Title: Peril and Peace
Author: Mindy and Brandon Withrow
Series: History Lives series, Volume 1: Chronicles of the Ancient Church
Major Themes: Ancient History, Rome, Early Church
Synopsis: Gripping stories of various early Christians.
I have always loved history, especially when presented in the form of a story. As a side note, did you ever notice that the word “story” is in “history”? History is the story of people! Peril and Peace really brought the early Christians to life. The first story is about the Apostle Paul. Anyone who has ever read the book of Acts knows the story of the shipwreck he suffered on the way to Rome in the last few chapters of the book, but this retelling makes it all new! As we read it aloud, everyone was listening with all their might, so as not to miss a word of the exciting tale. It sticks to the facts recorded by Luke—but fleshes them out and adds a lot of dialogue to make the story really come alive.
The rest of the book follows the same pattern. A famous man from a particular time is chosen to represent the church of that time, and a story presents part of his life in an exciting way. We get to meet such people as Polycarp, Justin, Ambrose, Augustine, Patrick, and Benedict, among others. Interspersed between the stories are occasional brief chapters giving more information about the early church, such as how they held their worship services, persecution, or how we got the Bible. One thing I especially appreciated was the chapter about Constantine. Now this is my viewpoint, but I don’t believe Constantine became a Christian. Yes, he legalized Christianity, and as far as that goes he did good for the church, but as far as I’ve been able to learn, he never yielded his life to Jesus. This book tells the story of how he came to legalize Christianity, but does not make him out to be a Christian himself—I appreciate that!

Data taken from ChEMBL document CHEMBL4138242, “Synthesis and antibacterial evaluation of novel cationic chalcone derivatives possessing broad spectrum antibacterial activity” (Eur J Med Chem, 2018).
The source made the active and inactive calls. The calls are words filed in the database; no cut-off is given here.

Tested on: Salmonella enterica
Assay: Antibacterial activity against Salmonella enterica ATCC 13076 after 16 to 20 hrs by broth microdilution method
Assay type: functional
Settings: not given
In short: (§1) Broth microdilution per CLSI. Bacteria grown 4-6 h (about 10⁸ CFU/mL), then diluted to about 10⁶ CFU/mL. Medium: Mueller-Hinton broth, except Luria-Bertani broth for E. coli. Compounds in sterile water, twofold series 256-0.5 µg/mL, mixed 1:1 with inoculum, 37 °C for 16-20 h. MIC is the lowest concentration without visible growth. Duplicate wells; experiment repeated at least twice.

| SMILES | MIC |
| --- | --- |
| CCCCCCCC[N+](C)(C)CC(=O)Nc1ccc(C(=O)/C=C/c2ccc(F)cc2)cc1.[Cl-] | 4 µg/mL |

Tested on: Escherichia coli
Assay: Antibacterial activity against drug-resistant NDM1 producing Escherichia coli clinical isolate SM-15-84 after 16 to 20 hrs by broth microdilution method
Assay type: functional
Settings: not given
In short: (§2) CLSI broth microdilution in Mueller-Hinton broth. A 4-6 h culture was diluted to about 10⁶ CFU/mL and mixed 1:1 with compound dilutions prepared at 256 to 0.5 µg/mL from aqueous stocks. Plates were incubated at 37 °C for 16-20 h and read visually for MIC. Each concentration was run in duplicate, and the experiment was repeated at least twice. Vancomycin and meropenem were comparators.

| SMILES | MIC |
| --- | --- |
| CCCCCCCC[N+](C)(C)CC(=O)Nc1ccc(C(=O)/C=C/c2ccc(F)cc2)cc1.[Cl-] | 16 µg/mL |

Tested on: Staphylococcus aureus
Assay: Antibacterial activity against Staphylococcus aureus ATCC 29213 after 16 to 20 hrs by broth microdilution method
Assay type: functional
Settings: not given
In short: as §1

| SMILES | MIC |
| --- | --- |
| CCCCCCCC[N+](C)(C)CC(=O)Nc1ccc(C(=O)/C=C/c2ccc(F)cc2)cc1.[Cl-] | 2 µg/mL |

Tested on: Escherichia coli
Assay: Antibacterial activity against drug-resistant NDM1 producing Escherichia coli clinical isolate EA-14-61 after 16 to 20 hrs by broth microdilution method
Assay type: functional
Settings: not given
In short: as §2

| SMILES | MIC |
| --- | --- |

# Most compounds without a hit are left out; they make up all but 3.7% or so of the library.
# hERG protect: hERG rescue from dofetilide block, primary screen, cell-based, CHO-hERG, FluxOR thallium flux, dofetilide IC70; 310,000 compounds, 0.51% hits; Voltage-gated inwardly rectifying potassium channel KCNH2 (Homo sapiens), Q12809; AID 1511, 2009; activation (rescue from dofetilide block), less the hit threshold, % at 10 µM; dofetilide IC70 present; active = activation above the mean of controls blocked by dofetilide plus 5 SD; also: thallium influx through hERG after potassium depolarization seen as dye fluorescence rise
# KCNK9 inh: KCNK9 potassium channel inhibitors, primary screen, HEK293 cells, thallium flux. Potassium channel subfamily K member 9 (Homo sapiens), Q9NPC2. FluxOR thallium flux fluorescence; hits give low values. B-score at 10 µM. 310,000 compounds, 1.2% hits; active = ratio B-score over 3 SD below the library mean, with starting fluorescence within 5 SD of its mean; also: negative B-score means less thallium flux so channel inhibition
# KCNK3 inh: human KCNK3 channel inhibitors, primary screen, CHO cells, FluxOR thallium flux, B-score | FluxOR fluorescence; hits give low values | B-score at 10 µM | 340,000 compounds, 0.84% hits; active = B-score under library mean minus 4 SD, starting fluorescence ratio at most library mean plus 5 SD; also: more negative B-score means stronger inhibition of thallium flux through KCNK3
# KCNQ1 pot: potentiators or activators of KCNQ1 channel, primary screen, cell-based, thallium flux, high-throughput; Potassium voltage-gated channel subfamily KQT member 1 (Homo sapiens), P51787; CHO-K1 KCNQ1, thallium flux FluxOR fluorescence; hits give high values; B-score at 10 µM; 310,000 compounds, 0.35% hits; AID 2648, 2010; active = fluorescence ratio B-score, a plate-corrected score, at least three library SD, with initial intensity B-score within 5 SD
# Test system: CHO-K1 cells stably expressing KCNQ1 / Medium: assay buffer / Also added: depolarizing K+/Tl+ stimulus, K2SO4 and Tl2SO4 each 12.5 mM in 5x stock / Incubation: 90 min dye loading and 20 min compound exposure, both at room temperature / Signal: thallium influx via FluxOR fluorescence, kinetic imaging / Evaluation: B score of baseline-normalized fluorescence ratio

Peril and Peace is great as a supplement to a study of the Roman empire, or the early church. I wouldn’t use this book as the main spine of a study of Christianity, but it certainly helps to flesh it out! It’s also a good family read-aloud; my boys certainly loved it! They cheered when I said it was time to read it, and are glad we have the rest of the series.
Other Books in This Series:
WARNING: For sensitive young children, some descriptions might be just a bit much. The early church underwent a lot of persecution, and it wasn’t pretty. The authors show just enough to help you see the devotion and courage of those men and women of God, but parental discretion should be exercised as to when the children are ready for it.
Read Aloud—Ages 8 – 12, 10 – 13, Family Read Alouds
Reading Independently—Ages 10 – 12, 12 – 15